Sound Body Wisdom creates a safe environment that supports us moving beyond conditioned patterns and into listening to our own wisdom, connected to others and the world. Each of us brings our own unique experiences and knowledge to this work. Truly listening to our personal wisdom and meeting it with curiosity can help facilitate deeper learning into one's own experience of body, mind and spirit and living a fully embodied life.
A Little Info On Jacqueline:
Jacqueline Westhead is an educator/ facilitator, musician, and dancer with over 17 years experience. She has trained in diverse styles such as African dance, yoga, martial arts, contact improvisation, Butoh, Commedia dell-arte and other highly expressive movement forms. She has studied in Somatics and developmental movement, and is a certified Somatic educator and CMT. She was a senior member of Jellyeye (Drum Theater) and created and performed
Extensively with them for 7 years. She was a founding member of MASS (Music And Sonic Sculpture) Ensemble and has collaborated with a variety of independent artists and companies over the years creating movement and
music-based work for theaters and festivals as well as being an independent choreographer. She has traveled and studied in West Africa, southern India and studied percussion with internationally known artists Glen Velez and
Hamid Drake. Her music has led her to play for a variety of artists’ CDs, music projects and U.S. tours. Jacqueline has created workshops for youth and adults across the United States and abroad in such places as The University of Michigan, Cleveland Public Theater, The Cultural Center of Chicago, Berry College and Power of Hope. She has received several CAAP and NAP grants to study, create new work and design community projects. She has worked with schools, hospitals, community and private organizations in her blend of rhythm, expressive movement and voice integrating her diverse studies in music, dance and ancient traditions.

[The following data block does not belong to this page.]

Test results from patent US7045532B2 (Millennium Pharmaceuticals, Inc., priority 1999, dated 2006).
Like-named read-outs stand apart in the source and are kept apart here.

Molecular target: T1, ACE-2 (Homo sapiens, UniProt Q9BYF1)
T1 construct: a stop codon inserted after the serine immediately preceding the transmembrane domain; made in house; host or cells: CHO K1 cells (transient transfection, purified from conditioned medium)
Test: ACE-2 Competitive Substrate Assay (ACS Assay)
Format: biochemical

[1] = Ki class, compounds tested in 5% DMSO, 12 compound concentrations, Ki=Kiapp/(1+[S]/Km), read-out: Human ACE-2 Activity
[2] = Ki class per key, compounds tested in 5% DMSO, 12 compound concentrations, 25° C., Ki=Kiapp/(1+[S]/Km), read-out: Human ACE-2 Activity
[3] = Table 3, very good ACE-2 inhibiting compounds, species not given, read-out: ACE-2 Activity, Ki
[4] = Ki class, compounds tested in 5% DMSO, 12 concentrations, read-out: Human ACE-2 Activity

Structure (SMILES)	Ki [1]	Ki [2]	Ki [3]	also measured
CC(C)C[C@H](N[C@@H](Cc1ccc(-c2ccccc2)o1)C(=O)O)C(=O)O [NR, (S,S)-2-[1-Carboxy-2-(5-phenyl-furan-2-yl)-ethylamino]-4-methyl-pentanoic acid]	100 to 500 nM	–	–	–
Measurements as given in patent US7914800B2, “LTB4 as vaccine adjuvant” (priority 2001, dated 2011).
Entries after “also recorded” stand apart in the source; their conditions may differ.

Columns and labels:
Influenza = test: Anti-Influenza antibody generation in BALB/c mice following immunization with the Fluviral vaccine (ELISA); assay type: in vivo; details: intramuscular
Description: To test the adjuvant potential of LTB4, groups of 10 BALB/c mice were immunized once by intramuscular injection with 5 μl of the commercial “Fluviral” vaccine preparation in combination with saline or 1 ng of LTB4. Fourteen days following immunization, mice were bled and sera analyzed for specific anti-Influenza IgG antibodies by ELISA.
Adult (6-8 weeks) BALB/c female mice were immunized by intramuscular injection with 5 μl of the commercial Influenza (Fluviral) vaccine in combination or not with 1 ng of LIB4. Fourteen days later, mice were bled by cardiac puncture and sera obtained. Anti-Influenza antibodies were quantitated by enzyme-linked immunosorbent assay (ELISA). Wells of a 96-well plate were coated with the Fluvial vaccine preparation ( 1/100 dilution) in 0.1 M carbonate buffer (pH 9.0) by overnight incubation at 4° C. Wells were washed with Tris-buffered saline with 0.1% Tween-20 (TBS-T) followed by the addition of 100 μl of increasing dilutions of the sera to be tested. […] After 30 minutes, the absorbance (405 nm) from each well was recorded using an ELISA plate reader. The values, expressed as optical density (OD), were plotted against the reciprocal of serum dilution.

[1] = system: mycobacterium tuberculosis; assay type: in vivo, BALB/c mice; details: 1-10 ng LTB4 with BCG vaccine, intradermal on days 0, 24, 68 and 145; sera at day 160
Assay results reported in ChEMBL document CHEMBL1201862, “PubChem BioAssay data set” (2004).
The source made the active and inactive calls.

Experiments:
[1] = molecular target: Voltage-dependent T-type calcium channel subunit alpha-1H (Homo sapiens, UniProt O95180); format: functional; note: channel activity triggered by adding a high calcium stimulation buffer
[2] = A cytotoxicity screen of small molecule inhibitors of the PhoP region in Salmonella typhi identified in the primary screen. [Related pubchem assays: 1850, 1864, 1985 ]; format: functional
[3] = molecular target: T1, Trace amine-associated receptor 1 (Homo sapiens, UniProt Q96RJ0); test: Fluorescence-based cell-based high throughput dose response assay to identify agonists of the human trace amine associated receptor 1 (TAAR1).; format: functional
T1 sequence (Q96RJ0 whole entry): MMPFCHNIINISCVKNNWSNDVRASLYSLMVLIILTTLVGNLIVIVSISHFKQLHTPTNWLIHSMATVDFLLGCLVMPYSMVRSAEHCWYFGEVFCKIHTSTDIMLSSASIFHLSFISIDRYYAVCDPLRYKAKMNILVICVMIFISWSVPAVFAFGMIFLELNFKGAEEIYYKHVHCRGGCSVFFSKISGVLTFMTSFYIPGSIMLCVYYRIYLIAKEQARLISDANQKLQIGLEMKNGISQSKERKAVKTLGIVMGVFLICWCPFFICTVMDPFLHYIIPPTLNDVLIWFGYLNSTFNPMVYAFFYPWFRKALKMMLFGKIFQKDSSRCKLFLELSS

Images of the Body in Feminist Spirituality
Wednesday, November 19 at 7 pm
A Slide Show by Dr. Ellen Johnson
The female body is central to any understanding of feminist spirituality. The cycles marked by menarche and menopause are at the root of the triple goddess image of the divine. The body is celebrated in ritual, song, dance, and art and used as a pathway to mystical experience. This role of the body is in direct opposition to historical attitudes about the body in the Abrahamic religions. Representations of the body by feminist artists are part of this presentation.
Sponsored by the Interfaith Council, the Women’s Studies Program, and Interdisciplinary Studies.
The Politics of Enlightenment: Buddhism and the Doctrine of Gross National Happiness in Bhutan
Tuesday, November 24 at 7 pm
Dr. Jeffrey Lidke
Located at the borders of China, India, and Nepal, Bhutan is the world's only Tantric Buddhist country. In 1974 Bhutan's King, Jigme Wangchuk, established the doctrine of Gross National Happiness as a primary national agenda. Rooted in fundamental Buddhist teachings and practices, GNH is understood as a measurement of the spiritual,
material, and economic quality of life of each citizen. In this multimedia presentation, Dr. Lidke analyses GNH as a central aspect of a Bhutanese political system whose aim is spiritual enlightenment for all Bhutanese citizens.
*Cultural Event Credit!
Spring 2008 Programs
Travelers and Magicians
Wednesday, January 23rd, 7 pm Jeffrey Lidke
"Travelers and Magicians" is the first major motion picture shot in Bhutan. Directed by award winning Director and Buddhist monk Khyentse Norbu ("The Cup"), the film richly captures the natural beauty and cultural spirit of Bhutan. Dr. Lidke will lead a discussion pm the film and provide information about the upcoming summer program in Bhutan.
India Unveiled: A Photographic Odyssey
Wednesday,February 13th, 7 pm
In this slide presentation and lecture Mr. Arnett will discuss his travels